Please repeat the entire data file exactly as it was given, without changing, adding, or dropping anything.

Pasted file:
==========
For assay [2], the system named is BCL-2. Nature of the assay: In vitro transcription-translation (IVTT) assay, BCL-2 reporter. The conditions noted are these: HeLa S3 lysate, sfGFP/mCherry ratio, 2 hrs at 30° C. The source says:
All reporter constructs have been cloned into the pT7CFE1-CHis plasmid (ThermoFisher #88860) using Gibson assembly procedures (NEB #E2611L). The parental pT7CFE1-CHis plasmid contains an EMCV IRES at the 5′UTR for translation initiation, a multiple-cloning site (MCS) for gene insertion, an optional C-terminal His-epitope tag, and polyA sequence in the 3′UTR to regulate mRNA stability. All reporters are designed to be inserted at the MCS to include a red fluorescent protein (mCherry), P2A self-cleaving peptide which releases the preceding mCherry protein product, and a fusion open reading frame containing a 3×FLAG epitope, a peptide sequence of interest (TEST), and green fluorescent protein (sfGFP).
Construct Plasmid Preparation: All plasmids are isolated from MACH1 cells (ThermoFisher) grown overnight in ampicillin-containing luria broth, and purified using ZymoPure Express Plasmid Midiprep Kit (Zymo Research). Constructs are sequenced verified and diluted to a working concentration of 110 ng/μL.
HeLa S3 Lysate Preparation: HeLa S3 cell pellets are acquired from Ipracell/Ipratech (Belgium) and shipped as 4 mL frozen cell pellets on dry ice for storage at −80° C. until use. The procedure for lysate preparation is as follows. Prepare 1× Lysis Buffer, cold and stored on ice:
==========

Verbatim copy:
For assay [2], the system named is BCL-2. Nature of the assay: In vitro transcription-translation (IVTT) assay, BCL-2 reporter. The conditions noted are these: HeLa S3 lysate, sfGFP/mCherry ratio, 2 hrs at 30° C. The source says:
All reporter constructs have been cloned into the pT7CFE1-CHis plasmid (ThermoFisher #88860) using Gibson assembly procedures (NEB #E2611L). The parental pT7CFE1-CHis plasmid contains an EMCV IRES at the 5′UTR for translation initiation, a multiple-cloning site (MCS) for gene insertion, an optional C-terminal His-epitope tag, and polyA sequence in the 3′UTR to regulate mRNA stability. All reporters are designed to be inserted at the MCS to include a red fluorescent protein (mCherry), P2A self-cleaving peptide which releases the preceding mCherry protein product, and a fusion open reading frame containing a 3×FLAG epitope, a peptide sequence of interest (TEST), and green fluorescent protein (sfGFP).
Construct Plasmid Preparation: All plasmids are isolated from MACH1 cells (ThermoFisher) grown overnight in ampicillin-containing luria broth, and purified using ZymoPure Express Plasmid Midiprep Kit (Zymo Research). Constructs are sequenced verified and diluted to a working concentration of 110 ng/μL.
HeLa S3 Lysate Preparation: HeLa S3 cell pellets are acquired from Ipracell/Ipratech (Belgium) and shipped as 4 mL frozen cell pellets on dry ice for storage at −80° C. until use. The procedure for lysate preparation is as follows. Prepare 1× Lysis Buffer, cold and stored on ice: